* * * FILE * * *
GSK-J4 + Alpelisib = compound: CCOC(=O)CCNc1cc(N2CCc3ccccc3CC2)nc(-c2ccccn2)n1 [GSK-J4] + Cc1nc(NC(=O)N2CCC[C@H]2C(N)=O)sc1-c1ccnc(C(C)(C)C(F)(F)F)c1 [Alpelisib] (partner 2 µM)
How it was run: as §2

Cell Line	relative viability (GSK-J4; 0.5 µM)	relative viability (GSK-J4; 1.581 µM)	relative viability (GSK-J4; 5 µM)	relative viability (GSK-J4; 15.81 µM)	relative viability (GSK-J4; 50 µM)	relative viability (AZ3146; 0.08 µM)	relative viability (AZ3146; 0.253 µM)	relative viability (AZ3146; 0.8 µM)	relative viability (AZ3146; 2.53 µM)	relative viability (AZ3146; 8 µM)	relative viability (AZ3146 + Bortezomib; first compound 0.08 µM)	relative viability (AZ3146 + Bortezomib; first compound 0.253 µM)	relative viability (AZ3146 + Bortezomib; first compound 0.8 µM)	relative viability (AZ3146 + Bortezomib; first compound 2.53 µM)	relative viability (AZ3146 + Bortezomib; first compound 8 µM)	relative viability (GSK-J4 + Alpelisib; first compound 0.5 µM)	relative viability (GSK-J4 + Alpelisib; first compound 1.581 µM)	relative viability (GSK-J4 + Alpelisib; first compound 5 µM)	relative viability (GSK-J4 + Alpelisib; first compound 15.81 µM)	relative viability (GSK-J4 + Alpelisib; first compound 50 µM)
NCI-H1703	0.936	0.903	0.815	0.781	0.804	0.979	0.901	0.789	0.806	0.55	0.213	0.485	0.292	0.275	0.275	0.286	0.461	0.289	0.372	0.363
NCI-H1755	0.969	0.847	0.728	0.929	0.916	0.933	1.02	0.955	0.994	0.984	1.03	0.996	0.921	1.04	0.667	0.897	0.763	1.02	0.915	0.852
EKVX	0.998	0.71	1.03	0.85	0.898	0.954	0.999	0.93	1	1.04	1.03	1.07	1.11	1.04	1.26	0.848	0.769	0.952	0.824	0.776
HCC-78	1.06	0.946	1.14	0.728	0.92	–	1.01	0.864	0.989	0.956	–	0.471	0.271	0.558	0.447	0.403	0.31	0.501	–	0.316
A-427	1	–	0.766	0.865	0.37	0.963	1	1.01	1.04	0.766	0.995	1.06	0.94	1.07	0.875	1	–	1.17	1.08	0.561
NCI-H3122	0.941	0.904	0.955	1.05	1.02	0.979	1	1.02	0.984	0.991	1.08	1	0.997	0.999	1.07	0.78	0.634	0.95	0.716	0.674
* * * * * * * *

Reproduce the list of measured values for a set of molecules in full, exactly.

GSK-J4 + Alpelisib = compound: CCOC(=O)CCNc1cc(N2CCc3ccccc3CC2)nc(-c2ccccn2)n1 [GSK-J4] + Cc1nc(NC(=O)N2CCC[C@H]2C(N)=O)sc1-c1ccnc(C(C)(C)C(F)(F)F)c1 [Alpelisib] (partner 2 µM)
How it was run: as §2

Cell Line	relative viability (GSK-J4; 0.5 µM)	relative viability (GSK-J4; 1.581 µM)	relative viability (GSK-J4; 5 µM)	relative viability (GSK-J4; 15.81 µM)	relative viability (GSK-J4; 50 µM)	relative viability (AZ3146; 0.08 µM)	relative viability (AZ3146; 0.253 µM)	relative viability (AZ3146; 0.8 µM)	relative viability (AZ3146; 2.53 µM)	relative viability (AZ3146; 8 µM)	relative viability (AZ3146 + Bortezomib; first compound 0.08 µM)	relative viability (AZ3146 + Bortezomib; first compound 0.253 µM)	relative viability (AZ3146 + Bortezomib; first compound 0.8 µM)	relative viability (AZ3146 + Bortezomib; first compound 2.53 µM)	relative viability (AZ3146 + Bortezomib; first compound 8 µM)	relative viability (GSK-J4 + Alpelisib; first compound 0.5 µM)	relative viability (GSK-J4 + Alpelisib; first compound 1.581 µM)	relative viability (GSK-J4 + Alpelisib; first compound 5 µM)	relative viability (GSK-J4 + Alpelisib; first compound 15.81 µM)	relative viability (GSK-J4 + Alpelisib; first compound 50 µM)
NCI-H1703	0.936	0.903	0.815	0.781	0.804	0.979	0.901	0.789	0.806	0.55	0.213	0.485	0.292	0.275	0.275	0.286	0.461	0.289	0.372	0.363
NCI-H1755	0.969	0.847	0.728	0.929	0.916	0.933	1.02	0.955	0.994	0.984	1.03	0.996	0.921	1.04	0.667	0.897	0.763	1.02	0.915	0.852
EKVX	0.998	0.71	1.03	0.85	0.898	0.954	0.999	0.93	1	1.04	1.03	1.07	1.11	1.04	1.26	0.848	0.769	0.952	0.824	0.776
HCC-78	1.06	0.946	1.14	0.728	0.92	–	1.01	0.864	0.989	0.956	–	0.471	0.271	0.558	0.447	0.403	0.31	0.501	–	0.316
A-427	1	–	0.766	0.865	0.37	0.963	1	1.01	1.04	0.766	0.995	1.06	0.94	1.07	0.875	1	–	1.17	1.08	0.561
NCI-H3122	0.941	0.904	0.955	1.05	1.02	0.979	1	1.02	0.984	0.991	1.08	1	0.997	0.999	1.07	0.78	0.634	0.95	0.716	0.674